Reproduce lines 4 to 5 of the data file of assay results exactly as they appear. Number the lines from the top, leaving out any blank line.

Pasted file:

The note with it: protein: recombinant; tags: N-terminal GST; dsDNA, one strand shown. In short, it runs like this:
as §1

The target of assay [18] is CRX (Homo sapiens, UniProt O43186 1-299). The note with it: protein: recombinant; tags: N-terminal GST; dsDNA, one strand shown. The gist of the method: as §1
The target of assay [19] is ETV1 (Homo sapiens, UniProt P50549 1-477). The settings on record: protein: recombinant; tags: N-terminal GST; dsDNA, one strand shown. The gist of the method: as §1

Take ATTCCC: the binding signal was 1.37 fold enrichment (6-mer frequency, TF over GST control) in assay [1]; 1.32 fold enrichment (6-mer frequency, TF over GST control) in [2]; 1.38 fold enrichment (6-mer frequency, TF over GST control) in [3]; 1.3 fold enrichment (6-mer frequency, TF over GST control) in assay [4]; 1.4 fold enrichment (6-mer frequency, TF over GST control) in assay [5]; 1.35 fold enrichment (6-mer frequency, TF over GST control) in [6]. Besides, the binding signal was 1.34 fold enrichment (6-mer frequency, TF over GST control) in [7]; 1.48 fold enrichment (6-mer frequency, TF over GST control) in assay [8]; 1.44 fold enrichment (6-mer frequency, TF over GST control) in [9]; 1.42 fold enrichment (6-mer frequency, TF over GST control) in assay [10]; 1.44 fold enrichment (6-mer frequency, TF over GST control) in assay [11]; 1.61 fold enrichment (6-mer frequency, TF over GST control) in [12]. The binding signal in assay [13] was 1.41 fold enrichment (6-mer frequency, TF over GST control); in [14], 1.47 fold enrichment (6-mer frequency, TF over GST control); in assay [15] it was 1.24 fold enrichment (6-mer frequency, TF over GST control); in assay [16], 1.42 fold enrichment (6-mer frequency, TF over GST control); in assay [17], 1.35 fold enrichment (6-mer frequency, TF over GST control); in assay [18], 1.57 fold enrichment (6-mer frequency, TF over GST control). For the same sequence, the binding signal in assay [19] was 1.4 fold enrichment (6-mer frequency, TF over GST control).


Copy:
The target of assay [19] is ETV1 (Homo sapiens, UniProt P50549 1-477). The settings on record: protein: recombinant; tags: N-terminal GST; dsDNA, one strand shown. The gist of the method: as §1

Take ATTCCC: the binding signal was 1.37 fold enrichment (6-mer frequency, TF over GST control) in assay [1]; 1.32 fold enrichment (6-mer frequency, TF over GST control) in [2]; 1.38 fold enrichment (6-mer frequency, TF over GST control) in [3]; 1.3 fold enrichment (6-mer frequency, TF over GST control) in assay [4]; 1.4 fold enrichment (6-mer frequency, TF over GST control) in assay [5]; 1.35 fold enrichment (6-mer frequency, TF over GST control) in [6]. Besides, the binding signal was 1.34 fold enrichment (6-mer frequency, TF over GST control) in [7]; 1.48 fold enrichment (6-mer frequency, TF over GST control) in assay [8]; 1.44 fold enrichment (6-mer frequency, TF over GST control) in [9]; 1.42 fold enrichment (6-mer frequency, TF over GST control) in assay [10]; 1.44 fold enrichment (6-mer frequency, TF over GST control) in assay [11]; 1.61 fold enrichment (6-mer frequency, TF over GST control) in [12]. The binding signal in assay [13] was 1.41 fold enrichment (6-mer frequency, TF over GST control); in [14], 1.47 fold enrichment (6-mer frequency, TF over GST control); in assay [15] it was 1.24 fold enrichment (6-mer frequency, TF over GST control); in assay [16], 1.42 fold enrichment (6-mer frequency, TF over GST control); in assay [17], 1.35 fold enrichment (6-mer frequency, TF over GST control); in assay [18], 1.57 fold enrichment (6-mer frequency, TF over GST control). For the same sequence, the binding signal in assay [19] was 1.4 fold enrichment (6-mer frequency, TF over GST control).